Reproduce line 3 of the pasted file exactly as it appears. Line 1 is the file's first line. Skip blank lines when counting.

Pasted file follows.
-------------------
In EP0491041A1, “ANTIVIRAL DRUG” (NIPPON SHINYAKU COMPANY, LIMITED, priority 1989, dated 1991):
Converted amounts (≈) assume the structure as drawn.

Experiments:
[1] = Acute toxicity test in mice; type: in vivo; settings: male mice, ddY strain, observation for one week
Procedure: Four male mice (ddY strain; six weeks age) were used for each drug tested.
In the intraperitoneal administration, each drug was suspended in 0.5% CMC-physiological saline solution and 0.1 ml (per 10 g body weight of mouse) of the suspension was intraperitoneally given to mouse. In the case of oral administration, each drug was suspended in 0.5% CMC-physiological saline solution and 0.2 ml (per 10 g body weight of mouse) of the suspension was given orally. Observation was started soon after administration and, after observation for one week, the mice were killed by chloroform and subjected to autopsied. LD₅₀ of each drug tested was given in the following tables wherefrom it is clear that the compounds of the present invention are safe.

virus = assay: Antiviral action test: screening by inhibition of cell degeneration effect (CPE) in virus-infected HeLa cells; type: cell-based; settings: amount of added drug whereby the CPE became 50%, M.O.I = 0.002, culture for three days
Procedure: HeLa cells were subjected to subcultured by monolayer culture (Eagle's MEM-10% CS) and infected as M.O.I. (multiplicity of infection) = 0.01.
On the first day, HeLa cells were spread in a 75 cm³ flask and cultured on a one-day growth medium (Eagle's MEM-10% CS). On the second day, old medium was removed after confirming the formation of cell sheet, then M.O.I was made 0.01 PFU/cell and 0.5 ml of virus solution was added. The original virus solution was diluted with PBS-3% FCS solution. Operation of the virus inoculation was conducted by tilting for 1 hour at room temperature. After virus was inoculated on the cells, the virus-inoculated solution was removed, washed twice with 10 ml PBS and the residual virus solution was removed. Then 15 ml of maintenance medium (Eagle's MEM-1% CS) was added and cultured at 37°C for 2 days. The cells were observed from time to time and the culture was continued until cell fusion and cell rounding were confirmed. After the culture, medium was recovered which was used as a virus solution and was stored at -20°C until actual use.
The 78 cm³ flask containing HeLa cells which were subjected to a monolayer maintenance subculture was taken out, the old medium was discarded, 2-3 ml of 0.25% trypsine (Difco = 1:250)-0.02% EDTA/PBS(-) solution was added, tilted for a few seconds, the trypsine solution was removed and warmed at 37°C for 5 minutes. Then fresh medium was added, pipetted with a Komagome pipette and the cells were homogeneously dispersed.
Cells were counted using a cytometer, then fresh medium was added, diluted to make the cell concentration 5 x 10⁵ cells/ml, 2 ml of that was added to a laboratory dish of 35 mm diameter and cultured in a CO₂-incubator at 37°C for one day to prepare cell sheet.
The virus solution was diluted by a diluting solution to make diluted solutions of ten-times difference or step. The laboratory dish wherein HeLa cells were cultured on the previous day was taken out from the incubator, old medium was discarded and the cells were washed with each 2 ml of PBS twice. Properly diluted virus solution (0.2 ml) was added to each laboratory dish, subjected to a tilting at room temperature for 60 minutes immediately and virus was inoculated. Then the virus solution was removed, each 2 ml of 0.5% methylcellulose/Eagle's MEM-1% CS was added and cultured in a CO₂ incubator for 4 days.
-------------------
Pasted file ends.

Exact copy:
Experiments: